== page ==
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vera_ewing
 one year ago
Math question
vera_ewing
 one year ago
Math question

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vera_ewing
 one year ago
Best ResponseYou've already chosen the best response.0@Michele_Laino Please help!

Michele_Laino
 one year ago
Best ResponseYou've already chosen the best response.0I think that it is an optimization problem, and in that case we have to apply the KuhnTucker theorem

vera_ewing
 one year ago
Best ResponseYou've already chosen the best response.0Yeah it's just solving systems of linear equations and inequalities

Michele_Laino
 one year ago
Best ResponseYou've already chosen the best response.0yes! Nevertheless I'm not good with that theorem, since I don't have studied it, I only saw it from my mathematician friends, when I was at university

Michele_Laino
 one year ago
Best ResponseYou've already chosen the best response.0I'm sorry for that!

anonymous
 one year ago
Best ResponseYou've already chosen the best response.0All you need here is the fundamental theorem of linear programming, which tells us that for a linear objective function constrained by linear inequalities we reach extreme values at the extreme points (I.e. vertices) of the feasible region (the polygon you get from the region that satisfies all the inequalities)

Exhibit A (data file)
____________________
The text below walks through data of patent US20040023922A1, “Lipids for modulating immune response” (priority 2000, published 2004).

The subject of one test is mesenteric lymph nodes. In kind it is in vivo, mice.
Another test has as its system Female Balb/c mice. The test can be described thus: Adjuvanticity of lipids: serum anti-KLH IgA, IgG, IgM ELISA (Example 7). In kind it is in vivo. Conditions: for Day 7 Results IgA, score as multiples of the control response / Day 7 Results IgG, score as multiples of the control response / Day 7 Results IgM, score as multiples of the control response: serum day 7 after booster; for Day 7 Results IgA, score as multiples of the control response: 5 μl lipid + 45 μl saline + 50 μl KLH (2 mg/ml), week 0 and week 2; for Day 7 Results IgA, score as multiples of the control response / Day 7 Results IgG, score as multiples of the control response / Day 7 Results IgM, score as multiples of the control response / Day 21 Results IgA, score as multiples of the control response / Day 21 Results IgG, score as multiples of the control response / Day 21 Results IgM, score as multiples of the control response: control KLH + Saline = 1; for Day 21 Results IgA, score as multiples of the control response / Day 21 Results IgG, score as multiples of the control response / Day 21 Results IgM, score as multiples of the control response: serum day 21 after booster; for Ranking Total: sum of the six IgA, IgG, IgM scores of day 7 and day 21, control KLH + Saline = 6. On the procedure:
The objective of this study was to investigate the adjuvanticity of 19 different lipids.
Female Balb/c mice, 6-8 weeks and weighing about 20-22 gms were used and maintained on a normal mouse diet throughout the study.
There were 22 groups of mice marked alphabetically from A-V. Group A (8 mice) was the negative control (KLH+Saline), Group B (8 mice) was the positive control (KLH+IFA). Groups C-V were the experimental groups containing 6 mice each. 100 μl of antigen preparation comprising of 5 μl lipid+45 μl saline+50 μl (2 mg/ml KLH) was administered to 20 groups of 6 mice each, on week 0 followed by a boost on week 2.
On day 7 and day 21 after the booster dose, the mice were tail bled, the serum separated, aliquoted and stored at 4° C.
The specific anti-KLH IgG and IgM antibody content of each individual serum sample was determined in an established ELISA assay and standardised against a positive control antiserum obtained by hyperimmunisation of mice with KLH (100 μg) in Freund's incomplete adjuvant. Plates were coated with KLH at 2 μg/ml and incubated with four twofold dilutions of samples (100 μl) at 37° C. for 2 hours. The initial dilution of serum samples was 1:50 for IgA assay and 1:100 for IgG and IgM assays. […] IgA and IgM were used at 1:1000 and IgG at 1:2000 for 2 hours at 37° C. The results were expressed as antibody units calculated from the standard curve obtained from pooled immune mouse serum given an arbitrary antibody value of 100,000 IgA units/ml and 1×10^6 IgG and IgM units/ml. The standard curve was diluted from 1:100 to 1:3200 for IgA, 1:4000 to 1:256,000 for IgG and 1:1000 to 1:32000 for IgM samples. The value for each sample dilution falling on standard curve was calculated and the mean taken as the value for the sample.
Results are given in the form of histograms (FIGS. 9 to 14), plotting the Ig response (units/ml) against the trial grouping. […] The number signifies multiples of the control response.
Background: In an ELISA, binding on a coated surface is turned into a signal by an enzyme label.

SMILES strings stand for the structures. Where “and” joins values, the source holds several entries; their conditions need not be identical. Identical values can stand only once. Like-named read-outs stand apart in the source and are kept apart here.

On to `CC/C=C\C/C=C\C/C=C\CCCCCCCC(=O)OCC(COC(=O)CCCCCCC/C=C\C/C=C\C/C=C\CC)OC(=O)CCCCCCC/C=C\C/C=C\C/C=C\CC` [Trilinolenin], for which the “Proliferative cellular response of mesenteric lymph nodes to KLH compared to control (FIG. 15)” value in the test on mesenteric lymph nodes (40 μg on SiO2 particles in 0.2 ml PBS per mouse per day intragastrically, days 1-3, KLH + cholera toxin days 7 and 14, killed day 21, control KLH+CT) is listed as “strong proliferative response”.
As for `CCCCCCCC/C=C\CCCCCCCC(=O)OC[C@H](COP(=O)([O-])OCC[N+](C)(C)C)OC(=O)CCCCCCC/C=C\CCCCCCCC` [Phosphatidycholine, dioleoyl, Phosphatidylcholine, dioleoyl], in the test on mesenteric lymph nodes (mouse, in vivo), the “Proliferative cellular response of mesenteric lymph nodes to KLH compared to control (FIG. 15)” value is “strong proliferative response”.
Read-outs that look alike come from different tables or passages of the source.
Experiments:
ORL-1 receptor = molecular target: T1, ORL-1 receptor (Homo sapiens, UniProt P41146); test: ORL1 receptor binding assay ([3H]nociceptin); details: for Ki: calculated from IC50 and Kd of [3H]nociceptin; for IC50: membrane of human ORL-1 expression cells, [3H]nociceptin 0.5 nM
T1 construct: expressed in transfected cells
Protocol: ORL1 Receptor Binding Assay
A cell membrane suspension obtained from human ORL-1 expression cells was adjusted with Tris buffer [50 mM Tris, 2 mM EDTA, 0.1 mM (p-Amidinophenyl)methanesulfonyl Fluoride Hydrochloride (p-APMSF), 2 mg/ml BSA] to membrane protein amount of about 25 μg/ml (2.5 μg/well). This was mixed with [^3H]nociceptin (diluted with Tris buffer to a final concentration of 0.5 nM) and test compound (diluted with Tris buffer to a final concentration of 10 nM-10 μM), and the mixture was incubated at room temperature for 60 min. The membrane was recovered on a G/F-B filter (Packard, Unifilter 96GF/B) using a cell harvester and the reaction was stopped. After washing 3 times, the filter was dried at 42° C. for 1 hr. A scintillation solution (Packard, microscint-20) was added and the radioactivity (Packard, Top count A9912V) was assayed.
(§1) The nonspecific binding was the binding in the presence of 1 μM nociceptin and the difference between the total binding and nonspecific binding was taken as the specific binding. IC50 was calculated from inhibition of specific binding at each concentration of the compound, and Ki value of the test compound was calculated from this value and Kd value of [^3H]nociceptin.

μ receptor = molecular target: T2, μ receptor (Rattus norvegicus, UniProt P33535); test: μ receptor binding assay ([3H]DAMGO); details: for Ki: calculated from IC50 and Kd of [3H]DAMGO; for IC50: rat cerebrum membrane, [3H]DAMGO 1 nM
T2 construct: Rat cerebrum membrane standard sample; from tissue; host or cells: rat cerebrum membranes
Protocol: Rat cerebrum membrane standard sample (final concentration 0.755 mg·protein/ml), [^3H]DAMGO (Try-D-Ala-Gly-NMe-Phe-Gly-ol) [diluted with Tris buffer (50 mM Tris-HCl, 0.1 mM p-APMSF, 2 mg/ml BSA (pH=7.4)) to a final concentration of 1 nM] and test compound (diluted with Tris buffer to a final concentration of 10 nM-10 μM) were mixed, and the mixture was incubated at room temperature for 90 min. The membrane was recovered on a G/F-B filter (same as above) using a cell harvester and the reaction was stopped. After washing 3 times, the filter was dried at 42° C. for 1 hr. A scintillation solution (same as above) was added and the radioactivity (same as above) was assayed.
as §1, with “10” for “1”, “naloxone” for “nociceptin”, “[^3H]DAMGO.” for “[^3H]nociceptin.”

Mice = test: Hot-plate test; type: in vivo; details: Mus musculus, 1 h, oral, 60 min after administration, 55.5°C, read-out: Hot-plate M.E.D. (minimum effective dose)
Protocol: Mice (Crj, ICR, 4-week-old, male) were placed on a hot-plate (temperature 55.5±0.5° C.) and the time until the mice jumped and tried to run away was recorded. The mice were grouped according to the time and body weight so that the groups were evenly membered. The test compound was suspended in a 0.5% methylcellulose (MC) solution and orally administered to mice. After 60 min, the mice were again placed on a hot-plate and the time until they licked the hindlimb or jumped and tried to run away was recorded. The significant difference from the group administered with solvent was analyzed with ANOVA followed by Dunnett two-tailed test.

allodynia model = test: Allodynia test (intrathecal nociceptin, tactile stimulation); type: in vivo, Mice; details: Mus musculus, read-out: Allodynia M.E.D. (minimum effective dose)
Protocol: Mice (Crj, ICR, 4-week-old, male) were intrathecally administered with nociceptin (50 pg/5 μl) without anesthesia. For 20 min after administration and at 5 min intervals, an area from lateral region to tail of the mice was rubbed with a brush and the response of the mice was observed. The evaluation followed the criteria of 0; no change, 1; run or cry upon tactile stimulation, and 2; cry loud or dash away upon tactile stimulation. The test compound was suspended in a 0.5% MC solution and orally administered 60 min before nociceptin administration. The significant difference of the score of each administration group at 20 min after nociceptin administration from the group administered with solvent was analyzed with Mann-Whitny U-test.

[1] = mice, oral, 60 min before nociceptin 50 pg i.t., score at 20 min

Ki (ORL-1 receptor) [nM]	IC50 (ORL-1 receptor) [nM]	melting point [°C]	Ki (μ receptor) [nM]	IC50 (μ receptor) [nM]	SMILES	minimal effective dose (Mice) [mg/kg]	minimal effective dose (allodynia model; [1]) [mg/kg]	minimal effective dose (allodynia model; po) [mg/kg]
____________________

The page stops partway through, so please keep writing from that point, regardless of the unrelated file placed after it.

mathmath333
 one year ago
Best ResponseYou've already chosen the best response.0is this linear programming problem

anonymous
 one year ago
Best ResponseYou've already chosen the best response.0So plot those inequalities and look at where they intersect; you should get a feasible region in the shape of a triangle. Test the three corner points of your triangle in the objective function and whichever is largest yields the maximum objective value subject to those constraints

vera_ewing
 one year ago
Best ResponseYou've already chosen the best response.0Right, so the maximum is at (3, 2)??

anonymous
 one year ago
Best ResponseYou've already chosen the best response.0well, look at the points of intersection again: https://www.desmos.com/calculator/hq5cb8uttb

anonymous
 one year ago
Best ResponseYou've already chosen the best response.0we have \((3,6),(4,2),(9,9)\) as our vertices for the feasible region, and now we test our objective here: $$f(3,6)=9(3)+5(6)=57\\f(4,2)=9(4)+5(2)=46\\f(9,9)=9(9)+5(9)=126$$ so the maximum is at \((9,9)\) for which \(f\) attains the value \(126\)

anonymous
 one year ago
Best ResponseYou've already chosen the best response.0@Michele_Laino KuhnTucker conditions are for optimality of solutions to nonlinear optimization problems and is overkill for linear problems; the above method or the more efficient simplex algorithm for more complicated polytopes is ideal

vera_ewing
 one year ago
Best ResponseYou've already chosen the best response.0Oh ok thanks. That makes sense.
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